Canadian startup uses blockchain technology to allow individuals to earn, spend and trade personal carbon offsets.
Many people have the good intentions to cut down on their carbon footprint but find it difficult to put these intentions into practice. But help is on the way, in the form of the world’s first peer-to-peer, personal carbon trading company. CarbonX offers financial incentives for individuals to reduce their carbon footprint. Canadian startup CarbonX first buys carbon offsets, then converts the carbon credits into a cryptocurrency token called CxT. It then sells the tokens to retailers and manufacturers, who in turn use them to incentivise consumers to make more sustainable choices.
Consumers using the CarbonX platform might earn tokens for choosing locally-grown produce instead of produce flown in from a distant country, or for buying an energy-saving washing machine. These tokens can then be exchanged for carbon-friendly goods and services, other reward program points, or other digital currencies. The loyalty scheme uses blockchain technology to seamlessly keep track of the transactions. Retailers will decide how many tokens a given purchase will earn, and the tokens will be tradeable on the CarbonX platform. Retailers and service providers signing up to CarbonX will also be able to take advantage of transaction data and information on customers’ energy usage to help them target products and services to customers who are most likely to purchase them.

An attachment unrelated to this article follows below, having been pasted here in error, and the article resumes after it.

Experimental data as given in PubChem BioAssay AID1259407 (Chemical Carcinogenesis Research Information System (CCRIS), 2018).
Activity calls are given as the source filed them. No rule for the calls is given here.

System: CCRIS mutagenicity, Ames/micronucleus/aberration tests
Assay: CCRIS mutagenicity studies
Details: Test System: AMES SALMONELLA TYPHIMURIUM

CarbonX plans to announce its first partner companies, and to complete development of its app, by the second quarter of 2018. According to CarbonX advisor Dr. Richard Sandor, “Blockchain technology has the potential to further expand the applications of market-based mechanisms to help solve environmental concerns.”
We have already seen a growth in the adoption of blockchain technology for uses such as preventing ticket counterfeiting, creating cryptocurrencies and storing ID securely. How else might blockchain technology be applied to solving environmental issues?